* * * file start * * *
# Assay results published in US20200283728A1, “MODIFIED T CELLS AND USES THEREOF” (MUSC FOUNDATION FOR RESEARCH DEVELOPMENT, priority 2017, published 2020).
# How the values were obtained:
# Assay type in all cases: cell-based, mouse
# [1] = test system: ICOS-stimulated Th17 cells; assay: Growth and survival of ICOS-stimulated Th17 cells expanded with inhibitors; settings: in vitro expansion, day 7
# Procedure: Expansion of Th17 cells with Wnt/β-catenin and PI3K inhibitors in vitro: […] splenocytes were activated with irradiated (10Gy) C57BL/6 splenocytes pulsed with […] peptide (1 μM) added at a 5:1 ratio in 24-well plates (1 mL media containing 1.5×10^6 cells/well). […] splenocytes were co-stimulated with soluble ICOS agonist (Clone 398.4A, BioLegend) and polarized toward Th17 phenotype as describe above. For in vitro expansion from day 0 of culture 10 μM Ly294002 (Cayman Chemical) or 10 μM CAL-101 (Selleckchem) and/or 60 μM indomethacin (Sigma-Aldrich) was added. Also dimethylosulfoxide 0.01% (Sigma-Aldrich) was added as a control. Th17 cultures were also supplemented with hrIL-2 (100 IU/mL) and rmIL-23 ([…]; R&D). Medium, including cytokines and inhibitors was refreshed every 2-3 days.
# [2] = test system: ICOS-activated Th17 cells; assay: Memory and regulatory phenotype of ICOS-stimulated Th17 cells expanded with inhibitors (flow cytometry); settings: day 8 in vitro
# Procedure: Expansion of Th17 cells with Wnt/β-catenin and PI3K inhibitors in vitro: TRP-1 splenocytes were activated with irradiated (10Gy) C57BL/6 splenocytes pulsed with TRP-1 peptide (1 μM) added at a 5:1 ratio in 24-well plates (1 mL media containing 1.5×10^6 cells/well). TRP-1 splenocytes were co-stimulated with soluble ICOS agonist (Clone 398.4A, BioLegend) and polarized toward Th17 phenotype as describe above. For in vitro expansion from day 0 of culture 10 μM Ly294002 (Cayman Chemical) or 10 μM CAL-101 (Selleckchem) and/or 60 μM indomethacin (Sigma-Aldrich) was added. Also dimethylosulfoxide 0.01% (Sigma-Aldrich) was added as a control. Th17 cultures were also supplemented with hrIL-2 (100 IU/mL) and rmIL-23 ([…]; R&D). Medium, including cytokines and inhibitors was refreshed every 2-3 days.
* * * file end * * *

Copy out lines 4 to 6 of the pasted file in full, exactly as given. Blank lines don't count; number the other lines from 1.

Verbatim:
# [1] = test system: ICOS-stimulated Th17 cells; assay: Growth and survival of ICOS-stimulated Th17 cells expanded with inhibitors; settings: in vitro expansion, day 7
# Procedure: Expansion of Th17 cells with Wnt/β-catenin and PI3K inhibitors in vitro: […] splenocytes were activated with irradiated (10Gy) C57BL/6 splenocytes pulsed with […] peptide (1 μM) added at a 5:1 ratio in 24-well plates (1 mL media containing 1.5×10^6 cells/well). […] splenocytes were co-stimulated with soluble ICOS agonist (Clone 398.4A, BioLegend) and polarized toward Th17 phenotype as describe above. For in vitro expansion from day 0 of culture 10 μM Ly294002 (Cayman Chemical) or 10 μM CAL-101 (Selleckchem) and/or 60 μM indomethacin (Sigma-Aldrich) was added. Also dimethylosulfoxide 0.01% (Sigma-Aldrich) was added as a control. Th17 cultures were also supplemented with hrIL-2 (100 IU/mL) and rmIL-23 ([…]; R&D). Medium, including cytokines and inhibitors was refreshed every 2-3 days.
# [2] = test system: ICOS-activated Th17 cells; assay: Memory and regulatory phenotype of ICOS-stimulated Th17 cells expanded with inhibitors (flow cytometry); settings: day 8 in vitro